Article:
LSU women earn one more shot at elusive title

Updated: March 28, 2006, 5:52 PM ET
By Mechelle Voepel | Special to ESPN.com

SAN ANTONIO -- It came down to Seimone Augustus and Candice Wiggins, two players who might one day be playing on the same Olympic team together.

Seimone Augustus
AP Photo/Donna McWilliamThe nation's leading scorer and reigning national player of the year, Seimone Augustus scored 17 of her 26 points in the second half to lead the Lady Tigers to the Final Four.

Here it was, 12 seconds left in the San Antonio Regional final, LSU up by one.

Stanford's Wiggins had just made a huge 3-pointer that cut the deficit to 60-59. Then on LSU's next possession, somehow the ball never found its way into Augustus' hands for a shot. Instead, Scholanda Hoston missed a jumper, Sylvia Fowles lost the rebound and Stanford was left to draw up a play the Cardinal hoped would send the school to its seventh Final Four.

It almost happened … almost.

That has been an annoying, irritating word to Stanford and its fans the past several years. Nicole Powell's 3-pointer at game's end against Tennessee two years ago in the Elite Eight almost went in … the Cardinal rallied against Michigan State last season and almost pulled off the comeback … Stanford almost knocked out No. 1 seed LSU on Monday.

But it didn't happen. Wiggins crashed into Augustus as she passed off to Krista Rappahahn in the corner for a 3. Rappahahn's shot swished … but it didn't count. Augustus had made the big defensive play of the game, taking a charge, and then followed that with two free throws that put LSU up by three.

The Cardinal never got off a last shot. Instead, it's a third consecutive Elite Eight defeat for Stanford.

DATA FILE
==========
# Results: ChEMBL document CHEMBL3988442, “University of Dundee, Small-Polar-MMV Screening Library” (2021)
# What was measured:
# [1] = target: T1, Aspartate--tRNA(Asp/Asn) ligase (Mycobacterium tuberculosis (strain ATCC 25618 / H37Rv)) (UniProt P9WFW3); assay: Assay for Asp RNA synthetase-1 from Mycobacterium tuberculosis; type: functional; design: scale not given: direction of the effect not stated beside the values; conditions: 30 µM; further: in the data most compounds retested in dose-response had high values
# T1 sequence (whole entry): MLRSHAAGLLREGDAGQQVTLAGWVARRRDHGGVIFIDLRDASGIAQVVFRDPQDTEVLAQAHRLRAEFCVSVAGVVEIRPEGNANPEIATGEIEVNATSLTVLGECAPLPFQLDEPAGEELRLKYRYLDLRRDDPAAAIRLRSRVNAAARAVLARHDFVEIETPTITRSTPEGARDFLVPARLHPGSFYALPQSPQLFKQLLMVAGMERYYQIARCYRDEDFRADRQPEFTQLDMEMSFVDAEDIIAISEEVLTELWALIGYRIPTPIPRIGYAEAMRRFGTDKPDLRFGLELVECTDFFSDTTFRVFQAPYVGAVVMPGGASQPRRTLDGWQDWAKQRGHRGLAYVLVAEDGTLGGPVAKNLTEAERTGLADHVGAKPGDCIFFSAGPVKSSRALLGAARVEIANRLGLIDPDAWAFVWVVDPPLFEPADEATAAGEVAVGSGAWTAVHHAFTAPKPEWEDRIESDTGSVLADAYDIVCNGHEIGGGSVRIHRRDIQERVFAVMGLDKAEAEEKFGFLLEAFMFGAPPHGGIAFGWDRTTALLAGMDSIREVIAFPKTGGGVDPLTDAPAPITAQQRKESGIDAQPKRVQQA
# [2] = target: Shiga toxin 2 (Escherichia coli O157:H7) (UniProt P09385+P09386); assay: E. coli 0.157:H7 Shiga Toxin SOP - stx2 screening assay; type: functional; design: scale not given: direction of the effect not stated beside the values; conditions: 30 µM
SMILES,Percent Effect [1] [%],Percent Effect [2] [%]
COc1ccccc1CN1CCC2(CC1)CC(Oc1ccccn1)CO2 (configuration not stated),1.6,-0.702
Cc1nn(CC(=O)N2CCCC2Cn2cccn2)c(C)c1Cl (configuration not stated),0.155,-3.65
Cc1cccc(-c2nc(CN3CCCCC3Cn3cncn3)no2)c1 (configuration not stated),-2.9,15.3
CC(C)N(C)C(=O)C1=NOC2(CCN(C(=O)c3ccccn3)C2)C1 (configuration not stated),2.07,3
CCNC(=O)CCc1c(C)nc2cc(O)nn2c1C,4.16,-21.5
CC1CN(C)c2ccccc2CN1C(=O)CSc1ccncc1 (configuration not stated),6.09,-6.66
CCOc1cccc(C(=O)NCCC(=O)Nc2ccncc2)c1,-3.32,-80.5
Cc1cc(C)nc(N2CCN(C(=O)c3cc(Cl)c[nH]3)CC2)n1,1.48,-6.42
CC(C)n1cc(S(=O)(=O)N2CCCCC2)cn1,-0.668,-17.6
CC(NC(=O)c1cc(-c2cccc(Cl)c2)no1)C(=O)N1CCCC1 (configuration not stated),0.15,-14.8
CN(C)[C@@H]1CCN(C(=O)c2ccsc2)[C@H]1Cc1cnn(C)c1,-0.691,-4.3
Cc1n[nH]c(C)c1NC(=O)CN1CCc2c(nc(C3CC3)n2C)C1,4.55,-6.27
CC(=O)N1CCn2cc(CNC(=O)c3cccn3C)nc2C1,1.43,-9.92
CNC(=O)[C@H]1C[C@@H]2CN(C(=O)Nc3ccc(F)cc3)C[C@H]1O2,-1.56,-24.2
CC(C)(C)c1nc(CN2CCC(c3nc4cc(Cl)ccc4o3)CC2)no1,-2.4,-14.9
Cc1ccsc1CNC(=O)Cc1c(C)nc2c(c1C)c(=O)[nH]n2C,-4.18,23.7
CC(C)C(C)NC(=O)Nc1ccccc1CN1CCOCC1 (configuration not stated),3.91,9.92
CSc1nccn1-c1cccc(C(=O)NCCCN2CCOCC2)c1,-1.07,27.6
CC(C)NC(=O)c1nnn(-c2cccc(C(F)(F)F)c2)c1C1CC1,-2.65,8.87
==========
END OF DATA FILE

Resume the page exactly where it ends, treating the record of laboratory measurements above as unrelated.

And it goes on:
Of course, it's worth pointing out that all three times, the Cardinal have fallen to a No. 1 seed -- when Stanford was a No. 6, a No. 2 and a No. 3 seed. But that doesn't make you feel much better when "almost" gets you again.

By the same token, though, "almost" has also bothered LSU. Two years ago, LSU point guard Temeka Johnson had the ball in her hands at the end of an NCAA semifinal with Tennessee. That Final Four was in New Orleans, so karma was supposed to be on LSU's side, right?

The teams were tied, it looked as if LSU would get the last shot … and Johnson dribbled into a double team. Lost the ball. Tennessee gets a layup, wins the game.

Last year, LSU appeared to be in the process of blowing away Baylor in the national semifinals, but then watched a big Bears rally end its championship hopes again.

I'm still OK with Sue [Gunter] and her loss, just because of watching her demise. On my worst day of missing her, I wouldn't want her back because she was in such bad condition. … I think we're all OK, but that's because we come to this place called LSU Lady Tiger basketball that we draw strength from.
LSU coach Pokey Chatman on a tumultuous year that included Hurricane Katrina and the death of mentor Sue Gunter

Now, LSU wants to erase the "almost." The Tigers head to Boston looking for the program's first NCAA title -- at the same time the LSU men's team goes to Indianapolis to try to win it all there.

What a twist of fate this is -- a school from the state ravaged by the worst natural disaster to hit our country in our lifetime sends both its men's and women's basketball teams to the Final Four.

The LSU women's players talked this past weekend about how helping the victims of Hurricane Katrina ended up benefiting them emotionally.